But she “can’t create a budget that is not there.”

Dupin argued she should advocate directly to the Jackson County Legislature.

“If the legislature was aware of what the proposed raises were, or requested were, they could make an informed decision in their budget process,” he said.

Local 42 and the prosecutors’ office are also deadlocked over how to handle disputes that go to arbitration. The expired contract provided for retired judges to arbitrate. But Dupin said he doesn’t believe former county judges can be impartial.

The union proposed that if it can’t agree with the prosecutor’s office on a retired judge that the parties turn to the Federal Mediation and Conciliation Service.

Baker said her office and the union had used the service in past contracts but that it was far too costly. She said arbitrators in that system also didn’t understand the special judicial ethics demanded of prosecutors.

“It’s news to me that 42 finds it so offensive because 42 negotiated for this the last time,” Baker said.

The AFL-CIO letter also raised alarms about Baker’s decision to fire three assistant prosecutors several years ago. According to the letter, no other union members had been terminated for cause.

Baker said two of them lied to the court and were fired after due process. A third had entered a work improvement plan under a previous prosecutor because ofperformance issues. She said her office extended the plan, but it didn’t work out.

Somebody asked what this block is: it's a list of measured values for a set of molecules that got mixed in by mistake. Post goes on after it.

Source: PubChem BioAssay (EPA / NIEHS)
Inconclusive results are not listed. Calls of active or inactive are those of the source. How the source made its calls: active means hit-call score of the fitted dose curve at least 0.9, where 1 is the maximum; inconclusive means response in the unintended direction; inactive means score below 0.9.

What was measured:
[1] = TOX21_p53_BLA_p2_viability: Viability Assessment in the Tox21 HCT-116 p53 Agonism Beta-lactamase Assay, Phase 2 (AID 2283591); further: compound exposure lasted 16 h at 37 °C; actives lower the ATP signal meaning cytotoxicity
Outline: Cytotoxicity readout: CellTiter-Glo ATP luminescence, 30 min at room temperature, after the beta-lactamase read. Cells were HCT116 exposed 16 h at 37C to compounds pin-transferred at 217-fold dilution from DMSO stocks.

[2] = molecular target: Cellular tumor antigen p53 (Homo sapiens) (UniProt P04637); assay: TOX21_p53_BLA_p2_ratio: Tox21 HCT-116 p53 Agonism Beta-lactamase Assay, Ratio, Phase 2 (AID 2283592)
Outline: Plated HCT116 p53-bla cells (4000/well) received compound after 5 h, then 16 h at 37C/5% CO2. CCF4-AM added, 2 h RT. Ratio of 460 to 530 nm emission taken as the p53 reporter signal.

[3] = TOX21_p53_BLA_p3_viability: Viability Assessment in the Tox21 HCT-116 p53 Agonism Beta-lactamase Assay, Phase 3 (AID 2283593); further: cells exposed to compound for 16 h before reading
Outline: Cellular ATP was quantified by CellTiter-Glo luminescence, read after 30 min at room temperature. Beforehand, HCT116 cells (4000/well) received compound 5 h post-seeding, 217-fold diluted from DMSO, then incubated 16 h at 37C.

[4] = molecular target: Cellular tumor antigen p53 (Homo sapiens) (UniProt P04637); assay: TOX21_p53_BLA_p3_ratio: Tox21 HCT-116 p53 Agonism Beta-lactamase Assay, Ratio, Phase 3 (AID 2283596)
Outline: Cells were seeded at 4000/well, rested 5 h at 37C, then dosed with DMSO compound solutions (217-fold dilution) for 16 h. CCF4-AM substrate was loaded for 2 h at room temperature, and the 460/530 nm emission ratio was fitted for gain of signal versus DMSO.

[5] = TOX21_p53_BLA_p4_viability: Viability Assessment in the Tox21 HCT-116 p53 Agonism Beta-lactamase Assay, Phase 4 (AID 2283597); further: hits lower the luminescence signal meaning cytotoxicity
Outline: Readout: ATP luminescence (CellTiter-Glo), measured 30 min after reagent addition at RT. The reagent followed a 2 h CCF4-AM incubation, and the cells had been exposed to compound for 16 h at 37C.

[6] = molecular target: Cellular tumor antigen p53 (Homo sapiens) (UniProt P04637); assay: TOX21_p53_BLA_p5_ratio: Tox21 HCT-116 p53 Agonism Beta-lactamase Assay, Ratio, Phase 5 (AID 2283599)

Dupin and Baker claim it was the other who left the table. Dupin said Local 42 has been able to negotiate with past prosecutors. Baker said she’s been able to negotiate with previous Local 42 presidents.

“There’s nothing to talk about if they’re not going to give us any new proposals,” Dupin said. “We’re well aware of what the proposals are.”

The union wants to take the negotiations to a mediator, but Baker doesn’t.

“He just needs to come back to the table that he left,” Baker said. “Come sit back down.”

In the meantime, Dupin said he’s hoping the unions’ decision to withhold political donations puts pressure on Baker.

Though the resolution passed unanimously, Dujakovich said it’s not binding.

“There is no enforcement,” Dujakovich said. “I cannot yank somebody’s union charter if they break it... All the unions have autonomy.”

He added: “It was a tough vote because everybody in that room knows and works with Jean Peters Baker and she’s worked hard in the past on a lot of important issues and candidates we’ve all agreed on.”

Baker said she would be worried about what it means for her party leadership for the unions to withhold money if she believed Dupin’s allegations were true.

“I think what they are hoping for is to squeeze every bit of political pressure they can out of me to do things that I should not, and that misunderstands who I am,” Baker said.

Dujakovich said the impasse was a bad situation to be in any time, but especially leading into the 2020 election.

“But we’ve got to do what we can for working people.”

An earlier version of this article incorrectly referred to county judges as county employees. County judges are employees of the state.